LE Williams

No momento em que o amanhecer de 2 de julho chegou a Gettysburg, estava claro que os planos de Lee e # 8217 haviam dado errado. Uma de suas últimas ordens do dia anterior foi para o tenente-general Richard Ewell, o homem que havia sido promovido para substituir Thomas “Stonewall” Jackson como comandante do Exército da Virgínia do Norte e # 8217s II Corps. Por causa da imprecisão do pedido de Lee & # 8217, Ewell não o cumpriu - um erro que acredito que provavelmente contribuiu muito para os próximos dois dias de batalha.

“Se as palavras de comando não são claras e distintas, se as ordens não são totalmente compreendidas, a culpa é do general. Mas se suas ordens forem claras e os soldados desobedecerem, então a culpa é de seus oficiais. ”
& # 8211 Sun Tzu, A Arte da Guerra

Essa ordem era para Ewell enfrentar as forças da União de Culp & # 8217s Hill e assumir a colina "se possível". Essas duas últimas palavras fizeram toda a diferença - Ewell, seus homens cansados ​​de um dia de luta que valeu a pena, não acharam que subir a colina era praticável. Em vez disso, ele fez com que suas forças tomassem posições em frente ao morro, deixando o ataque para o dia seguinte - uma decisão que custaria muitas vidas.

Com as forças da União na colina poupadas de um ataque pelo corpo confederado maior, eles foram capazes de lançar defesas durante a noite - parte do que se tornou uma linha da União bem defendida indo de Culp & # 8217s Hill, ao longo de Cemetery Hill e Ridge até os dois Round Tops. A calmaria no ataque confederado permitiu ao Exército do Potomac construir uma rede defensiva que se dobraria em vários lugares nos próximos dois dias, mas nunca se quebraria.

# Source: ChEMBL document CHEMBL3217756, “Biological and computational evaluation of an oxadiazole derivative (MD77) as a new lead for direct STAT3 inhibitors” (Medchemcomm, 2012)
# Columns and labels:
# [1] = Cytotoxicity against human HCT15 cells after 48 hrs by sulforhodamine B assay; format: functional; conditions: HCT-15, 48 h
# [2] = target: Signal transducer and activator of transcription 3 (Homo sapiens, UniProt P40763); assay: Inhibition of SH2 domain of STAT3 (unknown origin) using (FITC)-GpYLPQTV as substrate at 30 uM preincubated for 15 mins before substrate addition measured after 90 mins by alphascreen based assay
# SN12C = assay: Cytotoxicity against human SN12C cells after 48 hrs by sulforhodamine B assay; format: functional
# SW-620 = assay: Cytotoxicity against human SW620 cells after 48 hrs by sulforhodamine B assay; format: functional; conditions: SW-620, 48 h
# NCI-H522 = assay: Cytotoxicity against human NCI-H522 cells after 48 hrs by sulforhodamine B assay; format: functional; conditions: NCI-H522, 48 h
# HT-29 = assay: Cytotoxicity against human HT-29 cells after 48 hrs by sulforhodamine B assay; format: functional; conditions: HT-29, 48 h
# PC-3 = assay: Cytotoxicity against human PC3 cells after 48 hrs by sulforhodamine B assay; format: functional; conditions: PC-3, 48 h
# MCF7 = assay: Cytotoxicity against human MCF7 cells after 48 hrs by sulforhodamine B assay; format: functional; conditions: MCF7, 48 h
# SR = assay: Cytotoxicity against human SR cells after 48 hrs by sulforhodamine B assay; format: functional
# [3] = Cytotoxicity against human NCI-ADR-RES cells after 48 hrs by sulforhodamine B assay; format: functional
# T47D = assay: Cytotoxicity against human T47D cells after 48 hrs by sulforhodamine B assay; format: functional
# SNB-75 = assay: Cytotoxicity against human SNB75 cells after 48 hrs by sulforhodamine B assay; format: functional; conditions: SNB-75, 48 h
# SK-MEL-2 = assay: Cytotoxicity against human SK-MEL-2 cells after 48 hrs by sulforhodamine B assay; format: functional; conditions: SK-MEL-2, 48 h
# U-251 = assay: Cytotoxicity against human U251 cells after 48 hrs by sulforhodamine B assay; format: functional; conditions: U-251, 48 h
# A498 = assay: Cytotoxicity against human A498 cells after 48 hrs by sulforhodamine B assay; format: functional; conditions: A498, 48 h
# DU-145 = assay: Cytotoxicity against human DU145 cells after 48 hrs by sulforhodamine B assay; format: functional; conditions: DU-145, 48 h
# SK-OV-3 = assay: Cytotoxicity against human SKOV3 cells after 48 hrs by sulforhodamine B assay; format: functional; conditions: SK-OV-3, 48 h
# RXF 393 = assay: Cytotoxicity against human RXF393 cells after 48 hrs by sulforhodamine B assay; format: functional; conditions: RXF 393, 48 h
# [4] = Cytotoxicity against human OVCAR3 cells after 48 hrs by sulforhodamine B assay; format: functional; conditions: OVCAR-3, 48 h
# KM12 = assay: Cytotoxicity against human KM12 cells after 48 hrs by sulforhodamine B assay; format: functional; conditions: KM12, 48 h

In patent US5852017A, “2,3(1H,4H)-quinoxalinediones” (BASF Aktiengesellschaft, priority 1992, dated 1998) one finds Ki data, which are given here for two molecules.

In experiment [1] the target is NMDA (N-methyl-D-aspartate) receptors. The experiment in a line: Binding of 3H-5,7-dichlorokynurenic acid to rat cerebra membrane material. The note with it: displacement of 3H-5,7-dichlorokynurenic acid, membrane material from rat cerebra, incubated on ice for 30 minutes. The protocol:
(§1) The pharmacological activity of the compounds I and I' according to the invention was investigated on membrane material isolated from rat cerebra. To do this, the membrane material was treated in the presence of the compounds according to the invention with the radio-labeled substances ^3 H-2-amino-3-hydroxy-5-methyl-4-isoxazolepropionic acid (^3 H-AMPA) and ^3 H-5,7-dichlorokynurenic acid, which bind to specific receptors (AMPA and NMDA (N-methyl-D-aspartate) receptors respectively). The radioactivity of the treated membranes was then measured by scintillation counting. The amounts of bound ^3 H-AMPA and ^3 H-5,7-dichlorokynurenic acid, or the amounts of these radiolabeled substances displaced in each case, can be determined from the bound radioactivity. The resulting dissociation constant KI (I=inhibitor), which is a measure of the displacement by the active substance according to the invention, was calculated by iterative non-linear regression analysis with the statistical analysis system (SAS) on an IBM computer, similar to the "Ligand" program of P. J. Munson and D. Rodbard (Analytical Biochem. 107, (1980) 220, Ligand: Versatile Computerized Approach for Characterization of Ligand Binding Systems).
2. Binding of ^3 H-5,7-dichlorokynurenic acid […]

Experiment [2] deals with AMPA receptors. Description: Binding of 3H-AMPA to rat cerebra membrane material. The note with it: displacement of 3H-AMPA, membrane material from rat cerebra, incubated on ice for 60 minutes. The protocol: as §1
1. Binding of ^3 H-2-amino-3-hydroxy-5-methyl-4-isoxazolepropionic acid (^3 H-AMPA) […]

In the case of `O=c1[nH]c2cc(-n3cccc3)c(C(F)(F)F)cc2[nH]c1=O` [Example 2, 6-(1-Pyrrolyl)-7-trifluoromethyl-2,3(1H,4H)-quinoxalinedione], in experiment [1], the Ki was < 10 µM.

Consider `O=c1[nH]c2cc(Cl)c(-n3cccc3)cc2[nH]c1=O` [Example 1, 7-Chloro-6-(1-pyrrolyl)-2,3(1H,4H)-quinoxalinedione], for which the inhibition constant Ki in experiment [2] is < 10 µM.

Acima, tenho uma citação de Sun Tzu - não a mais conhecida de suas máximas, mas mesmo assim uma verdadeira. Indo pelas palavras do filósofo & # 8217s, a culpa pela falta de um ataque confederado é principalmente (se não completamente) de Robert E. Lee. O que torna este caso verdadeiramente estranho, entretanto, é que tal comando, incluindo o “se praticável” que provou parar o ataque, era típico dos comandos de Lee & # 8217s. Lembre-se, Lee era um cavalheiro sulista, falando com outros cavalheiros sulistas - ele sentiu que mais seria realizado com aquela frase, ao invés de uma ordem direta.

Além disso, essas ordens discricionárias não eram desconhecidas - os comandantes originais do corpo de Lee & # 8217s, James Longstreet e o falecido Jackson, foram capazes de receber ordens de Lee & # 8217s e executá-las com grande sucesso. Visto sob esta luz, é difícil não colocar a culpa em Ewell - e de fato, muitos o fazem. Visto sob este prisma, a segunda parte da máxima de Sun Tzu & # 8217s entraria em vigor aqui. Alguns levam a máxima de Sun Tzu & # 8217 a sério, mas vão ainda mais longe, colocando a culpa pela derrota dos confederados em Gettysburg nas interpretações de Ewell & # 8217s da ordem.

É um debate interessante e em que posso ver os dois lados. Acho que Lee poderia ter feito uma encomenda direta, mas também sei que esse não era seu estilo. Se Ewell não fosse tão novo nesse nível de comando, ele poderia ter entendido melhor que tal ordem era típica para o estilo de comando de Lee & # 8217 e executado melhor.